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Trayvon Martin case: How a grand jury works

1:32 PM, Mar 22, 2012   |    comments
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Tampa, Florida -- Under mounting pressure, officials announced this week that a grand jury will convene on April 10th to look into the death of Trayvon Martin and whether charges should be filed against George Zimmerman, the neighborhood watch volunteer who shot the teen.

Experts tell 10 News the grand jury will consist of no fewer than 15 and no more than 21 people. They will all be residents of Seminole County, where Martin was killed and the people will be pulled from driver's license records.

Photo Gallery: FL teen killed by neighborhood watch volunteer

Unlike a criminal trial, a judge will not preside over the case. In fact, a defense team won't even be involved in the proceedings says former federal prosecutor Stephen Crawford.

"The grand jury only hears what the prosecution wants them to hear, so there's no defense attorney, there is no defendant, they hear generally from the police officers that tell them what their investigation has determined," Crawford said.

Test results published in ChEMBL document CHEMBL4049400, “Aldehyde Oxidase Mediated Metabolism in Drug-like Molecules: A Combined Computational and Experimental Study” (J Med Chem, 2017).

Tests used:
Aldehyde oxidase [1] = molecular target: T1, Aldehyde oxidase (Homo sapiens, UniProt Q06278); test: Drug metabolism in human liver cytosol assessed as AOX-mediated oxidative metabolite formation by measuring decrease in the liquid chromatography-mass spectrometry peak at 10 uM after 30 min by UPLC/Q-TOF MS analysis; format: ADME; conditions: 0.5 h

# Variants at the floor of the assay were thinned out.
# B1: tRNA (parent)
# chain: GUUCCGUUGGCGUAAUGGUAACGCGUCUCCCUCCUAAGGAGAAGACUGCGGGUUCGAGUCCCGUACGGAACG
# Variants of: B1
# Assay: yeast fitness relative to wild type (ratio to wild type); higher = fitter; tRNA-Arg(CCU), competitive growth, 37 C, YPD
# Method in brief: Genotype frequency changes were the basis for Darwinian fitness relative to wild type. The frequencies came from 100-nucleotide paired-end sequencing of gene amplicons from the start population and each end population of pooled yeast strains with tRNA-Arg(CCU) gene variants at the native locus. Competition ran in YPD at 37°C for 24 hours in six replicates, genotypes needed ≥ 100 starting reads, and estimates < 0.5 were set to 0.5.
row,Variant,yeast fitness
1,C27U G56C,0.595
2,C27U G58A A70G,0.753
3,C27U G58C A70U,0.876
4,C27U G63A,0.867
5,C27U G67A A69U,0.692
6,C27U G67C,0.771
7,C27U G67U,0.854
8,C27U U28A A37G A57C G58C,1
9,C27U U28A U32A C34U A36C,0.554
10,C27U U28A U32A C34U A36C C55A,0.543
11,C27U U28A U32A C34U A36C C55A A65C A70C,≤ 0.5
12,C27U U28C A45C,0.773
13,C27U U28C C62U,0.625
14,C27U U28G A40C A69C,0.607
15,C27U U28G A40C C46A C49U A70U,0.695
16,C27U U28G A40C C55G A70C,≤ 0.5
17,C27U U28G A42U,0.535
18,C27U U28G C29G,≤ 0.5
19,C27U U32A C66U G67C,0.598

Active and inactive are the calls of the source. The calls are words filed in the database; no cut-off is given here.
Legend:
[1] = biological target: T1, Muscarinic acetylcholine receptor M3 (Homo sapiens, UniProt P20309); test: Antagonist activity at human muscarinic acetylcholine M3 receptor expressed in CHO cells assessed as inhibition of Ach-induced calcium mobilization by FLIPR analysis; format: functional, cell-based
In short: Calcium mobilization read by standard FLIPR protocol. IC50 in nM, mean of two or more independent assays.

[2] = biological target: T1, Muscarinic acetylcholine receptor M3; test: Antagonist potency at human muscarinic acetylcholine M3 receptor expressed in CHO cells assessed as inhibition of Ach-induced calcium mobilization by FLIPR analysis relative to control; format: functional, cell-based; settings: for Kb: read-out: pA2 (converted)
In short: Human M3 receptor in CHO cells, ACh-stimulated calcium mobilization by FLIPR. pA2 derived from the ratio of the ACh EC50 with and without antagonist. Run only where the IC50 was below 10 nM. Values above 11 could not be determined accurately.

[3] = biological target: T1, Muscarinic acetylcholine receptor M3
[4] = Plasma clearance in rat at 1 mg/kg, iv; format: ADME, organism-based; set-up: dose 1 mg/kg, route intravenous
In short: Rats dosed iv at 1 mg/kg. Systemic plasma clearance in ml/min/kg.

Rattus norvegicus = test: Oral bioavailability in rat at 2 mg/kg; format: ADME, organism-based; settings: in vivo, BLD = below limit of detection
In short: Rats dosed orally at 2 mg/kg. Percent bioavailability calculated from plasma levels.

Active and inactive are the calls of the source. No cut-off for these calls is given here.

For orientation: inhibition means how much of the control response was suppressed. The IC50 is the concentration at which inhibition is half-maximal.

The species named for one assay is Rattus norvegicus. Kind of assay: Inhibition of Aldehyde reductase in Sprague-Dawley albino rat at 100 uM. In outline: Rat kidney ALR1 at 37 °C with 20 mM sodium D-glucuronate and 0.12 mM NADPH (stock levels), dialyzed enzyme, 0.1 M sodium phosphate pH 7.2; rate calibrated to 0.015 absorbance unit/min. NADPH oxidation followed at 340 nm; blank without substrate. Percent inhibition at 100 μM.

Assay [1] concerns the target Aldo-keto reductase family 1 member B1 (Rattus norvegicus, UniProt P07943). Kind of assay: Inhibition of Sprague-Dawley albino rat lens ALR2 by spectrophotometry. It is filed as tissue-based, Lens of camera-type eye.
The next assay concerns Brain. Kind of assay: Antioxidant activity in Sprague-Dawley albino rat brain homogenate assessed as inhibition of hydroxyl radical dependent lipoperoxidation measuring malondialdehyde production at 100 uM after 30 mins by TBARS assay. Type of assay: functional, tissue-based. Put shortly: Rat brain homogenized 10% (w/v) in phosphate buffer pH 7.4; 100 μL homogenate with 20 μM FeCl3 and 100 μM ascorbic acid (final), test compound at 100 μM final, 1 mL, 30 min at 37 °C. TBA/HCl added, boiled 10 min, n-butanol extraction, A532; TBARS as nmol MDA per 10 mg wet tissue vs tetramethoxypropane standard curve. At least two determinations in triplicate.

Crawford says it is possible witnesses will be called to testify including in this case Zimmerman. But he says the 28-year-old can also decline, citing the Fifth Amendment.

Also worth noting, Crawford says grand juries have the opportunity to question witnesses directly.

"It's very interactive. They will put a witness on and then the prosecution, who is presenting the evidence, will throw it open to the grand jury and say, 'Do you have any questions?' Sometimes they do, sometimes they don't."

Grand jury meetings are closed to the public and media, and a grand jury may only meet once a month.

Finally, if a grand jury hands down an indictment, the decision is binding and the prosecution must move forward with charges. 

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